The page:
USGS funds reduction
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Geomagnetism is not just about compass needles
The International Association of Geomagnetism and Aeronomy (IAGA) is greatly concerned to learn of the possible closure of the USGS Geomagnetism program, following the announcement of the US President’s budget request for fiscal year 2018.
IAGA is a scientific association within the International Union of Geodesy and Geophysics, one of the 32 scientific Unions of the International Council for Science. IAGA is a non-governmental organization, which promotes international cooperation and dialogue between Geomagnetism scientists funded by national and trans-national agencies and programs. IAGA is primarily concerned with research into the Earth’s magnetic field. For instance, IAGA encourages scientists to produce the International Geomagnetic Reference Field (IGRF), for precise navigation, and to contribute to INTERMAGNET, the international network of magnetic observatories, which promotes global standards in magnetic monitoring.
The US is a leader in Geomagnetism research. The first-rate USGS geomagnetic measurement, mapping and research program underpins research and data products produced by IAGA scientists, within the US and beyond. Without the specific input of the USGS Geomagnetism program, geomagnetic scientists will be unable to produce key global magnetic activity indices and the IGRF will be significantly degraded. This will have significant economic, technological, military and wider societal consequences. For example, reliable knowledge of the geomagnetic field and how it is affected by solar storms is crucial for the safety of space and satellite missions and electrical power transmission networks at higher latitudes.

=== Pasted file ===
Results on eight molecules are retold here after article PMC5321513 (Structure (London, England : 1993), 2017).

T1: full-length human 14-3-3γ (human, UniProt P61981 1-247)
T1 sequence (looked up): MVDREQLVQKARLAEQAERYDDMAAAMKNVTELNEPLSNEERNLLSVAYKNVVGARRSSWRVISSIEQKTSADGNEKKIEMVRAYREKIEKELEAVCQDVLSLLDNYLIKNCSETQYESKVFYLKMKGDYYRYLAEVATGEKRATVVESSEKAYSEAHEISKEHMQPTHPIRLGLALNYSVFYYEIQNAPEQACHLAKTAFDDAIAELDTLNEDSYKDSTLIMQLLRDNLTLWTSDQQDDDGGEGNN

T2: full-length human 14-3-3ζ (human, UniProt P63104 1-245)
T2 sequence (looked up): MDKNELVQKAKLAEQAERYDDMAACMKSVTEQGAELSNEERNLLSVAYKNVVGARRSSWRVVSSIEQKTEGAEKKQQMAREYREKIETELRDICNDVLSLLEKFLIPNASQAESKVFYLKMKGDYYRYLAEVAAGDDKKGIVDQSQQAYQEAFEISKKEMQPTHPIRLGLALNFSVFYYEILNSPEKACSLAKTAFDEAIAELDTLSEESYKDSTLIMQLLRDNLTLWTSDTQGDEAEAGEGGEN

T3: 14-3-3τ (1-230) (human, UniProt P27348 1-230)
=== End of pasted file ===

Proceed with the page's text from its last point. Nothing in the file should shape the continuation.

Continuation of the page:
Terminating the USGS Geomagnetism program will have adverse effects on the international geomagnetism community, but it will also have technological and socio-economic consequences within the US. This budget proposal will not just result in ending a number of permanent positions within USGS and the closure of 14 geomagnetic observatories, but it will also result in severe loss of data production, data access and knowledge related to space weather. This will affect businesses concerned with satellite operations, power grid networks, magnetic anomaly data acquisition and mapping of natural resources, directional drilling and many other economically significant activities. All this has immense technological, economic and military importance.
IAGA therefore urges the US authorities to consider the importance of the USGS Geomagnetism program for the US and international scientific communities and society in general, and to take corresponding action in revision of the 2018 budget to continue this important program.
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